Startup launches to provide loans to unicorn employees
Tech unicorns are finally adjusting to their valuation buzzcuts. The IPO window is spackled shut. Vested employees who once dreamed of Porsches are now just worried about keeping up with Prius payments.
- It's the moment that Ari Stiegler has been waiting for.
Driving the news: Stiegler is co-founder and CEO of Prism, a new lending platform focused on startup employees.
- Prism formed nearly a year ago, quietly raising $26 million over two venture rounds, but waited on origination until the correction seemed to have settled out. Had Prism begun lending upon founding, it might already be underwater.
- "I've always hated how there's basically no liquidity in the market before an exit event," Stiegler explains. "In real estate you can refinance against underlying assets, so if you can borrow at 70% loan-to-value against a building, why not at 10% against a later-stage startup that's profitable? Particularly now that average secondary values are down and we're in a more realistic pricing environment."
Zoom out: The idea of using startup equity as loan collateral isn't new, particularly as companies began staying private longer. What's different about Prism is that it works directly with startup boards, instead of encouraging employees work around them, and doesn't take any potential equity upside.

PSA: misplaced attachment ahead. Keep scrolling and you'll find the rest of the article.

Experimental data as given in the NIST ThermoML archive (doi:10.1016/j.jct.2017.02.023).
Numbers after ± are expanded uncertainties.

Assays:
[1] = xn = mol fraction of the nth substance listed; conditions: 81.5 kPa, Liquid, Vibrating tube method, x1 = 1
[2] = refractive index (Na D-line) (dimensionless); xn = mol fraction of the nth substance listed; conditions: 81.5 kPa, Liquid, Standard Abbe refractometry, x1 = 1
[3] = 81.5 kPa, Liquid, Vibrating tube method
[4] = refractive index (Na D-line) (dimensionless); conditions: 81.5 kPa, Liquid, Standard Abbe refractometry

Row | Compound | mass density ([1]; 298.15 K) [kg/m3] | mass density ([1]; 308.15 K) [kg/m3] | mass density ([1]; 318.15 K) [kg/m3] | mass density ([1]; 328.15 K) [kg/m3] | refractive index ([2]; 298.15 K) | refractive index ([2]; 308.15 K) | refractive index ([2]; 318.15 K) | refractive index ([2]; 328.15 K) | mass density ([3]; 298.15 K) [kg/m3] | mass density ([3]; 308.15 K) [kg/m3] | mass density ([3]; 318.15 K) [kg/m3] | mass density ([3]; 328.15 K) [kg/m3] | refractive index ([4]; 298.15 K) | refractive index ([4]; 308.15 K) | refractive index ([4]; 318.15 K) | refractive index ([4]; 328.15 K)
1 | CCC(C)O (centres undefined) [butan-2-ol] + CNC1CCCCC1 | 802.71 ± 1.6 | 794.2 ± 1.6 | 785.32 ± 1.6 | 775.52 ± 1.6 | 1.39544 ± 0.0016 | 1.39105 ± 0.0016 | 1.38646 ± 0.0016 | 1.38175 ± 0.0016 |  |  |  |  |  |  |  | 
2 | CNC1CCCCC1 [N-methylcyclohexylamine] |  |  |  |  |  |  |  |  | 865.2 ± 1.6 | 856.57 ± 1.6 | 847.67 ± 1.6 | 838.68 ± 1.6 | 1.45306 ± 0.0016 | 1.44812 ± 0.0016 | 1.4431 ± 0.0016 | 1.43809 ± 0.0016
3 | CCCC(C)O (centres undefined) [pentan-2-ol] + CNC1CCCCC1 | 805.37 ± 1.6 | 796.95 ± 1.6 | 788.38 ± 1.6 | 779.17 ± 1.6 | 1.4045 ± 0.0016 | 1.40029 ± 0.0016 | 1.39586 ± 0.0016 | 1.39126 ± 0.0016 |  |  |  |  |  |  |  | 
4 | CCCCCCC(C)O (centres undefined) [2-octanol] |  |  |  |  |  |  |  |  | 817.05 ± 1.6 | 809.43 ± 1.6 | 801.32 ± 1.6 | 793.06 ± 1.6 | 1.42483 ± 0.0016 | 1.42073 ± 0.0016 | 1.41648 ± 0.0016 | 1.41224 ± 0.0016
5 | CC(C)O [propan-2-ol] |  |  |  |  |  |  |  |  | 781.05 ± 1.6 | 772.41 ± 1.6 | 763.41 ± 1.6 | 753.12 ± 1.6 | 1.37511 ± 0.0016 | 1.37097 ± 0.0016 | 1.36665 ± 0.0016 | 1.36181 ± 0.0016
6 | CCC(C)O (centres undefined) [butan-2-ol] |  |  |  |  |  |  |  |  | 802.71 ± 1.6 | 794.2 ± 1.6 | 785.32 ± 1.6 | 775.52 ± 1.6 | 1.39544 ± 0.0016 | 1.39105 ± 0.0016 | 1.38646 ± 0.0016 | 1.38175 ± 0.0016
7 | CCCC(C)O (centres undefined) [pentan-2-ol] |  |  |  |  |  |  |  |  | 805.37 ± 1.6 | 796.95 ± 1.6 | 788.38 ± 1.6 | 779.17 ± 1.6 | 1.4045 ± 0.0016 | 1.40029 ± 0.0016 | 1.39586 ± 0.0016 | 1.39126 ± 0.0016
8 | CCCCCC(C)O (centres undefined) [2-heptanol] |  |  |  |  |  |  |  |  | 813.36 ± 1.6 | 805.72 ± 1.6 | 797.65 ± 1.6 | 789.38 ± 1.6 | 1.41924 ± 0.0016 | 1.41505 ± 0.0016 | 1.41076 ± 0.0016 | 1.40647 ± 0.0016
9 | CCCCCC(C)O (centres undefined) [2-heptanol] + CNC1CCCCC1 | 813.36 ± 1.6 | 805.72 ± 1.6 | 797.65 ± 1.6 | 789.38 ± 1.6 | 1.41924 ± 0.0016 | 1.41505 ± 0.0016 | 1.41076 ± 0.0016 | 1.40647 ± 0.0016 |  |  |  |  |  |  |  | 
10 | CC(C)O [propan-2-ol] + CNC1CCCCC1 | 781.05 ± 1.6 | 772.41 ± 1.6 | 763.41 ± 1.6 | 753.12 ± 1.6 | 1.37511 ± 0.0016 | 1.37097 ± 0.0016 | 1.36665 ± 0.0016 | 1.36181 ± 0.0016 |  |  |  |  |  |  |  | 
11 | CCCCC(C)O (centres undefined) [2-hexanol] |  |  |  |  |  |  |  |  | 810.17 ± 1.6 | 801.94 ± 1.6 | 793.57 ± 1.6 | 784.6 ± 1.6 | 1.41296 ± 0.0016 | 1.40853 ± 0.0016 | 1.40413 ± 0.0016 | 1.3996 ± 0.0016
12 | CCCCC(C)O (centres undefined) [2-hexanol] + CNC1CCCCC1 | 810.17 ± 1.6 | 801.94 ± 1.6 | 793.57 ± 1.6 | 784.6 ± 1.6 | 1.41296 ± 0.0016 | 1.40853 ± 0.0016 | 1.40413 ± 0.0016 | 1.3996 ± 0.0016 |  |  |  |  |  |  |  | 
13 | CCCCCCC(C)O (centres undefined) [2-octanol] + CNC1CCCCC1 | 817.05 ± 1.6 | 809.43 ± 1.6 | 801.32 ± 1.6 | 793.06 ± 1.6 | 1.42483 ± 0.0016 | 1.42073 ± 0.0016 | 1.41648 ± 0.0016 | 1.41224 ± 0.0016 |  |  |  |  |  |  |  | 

- This also means that Prism has access to a company's financials, in addition to secondary trading data.
- The Los Angeles-based firm says it has several signed deals to begin originating "nine figures" of loans within the next couple of months (based on indicated demand).
- Stiegler and fellow co-founder Noah Friedman declined to identify the companies with which Prism has agreed to work, or the banks with which it's partnering.
Backstory: Speaking of co-founders, Prism has a third: Ryan Breslow, best known as the outspoken founder and former CEO of Bolt Financial.
- You might recall that Bolt, under Breslow's direction, offered loans to its own employees. That plan didn't work out too well.
- Breslow now says that the formation of Prism "stemmed out of the experiences" he had both with Bolt, and as a founder trying to obtain personal loans.
The bottom line: For some companies, dark times are the ray of light for which they've been waiting.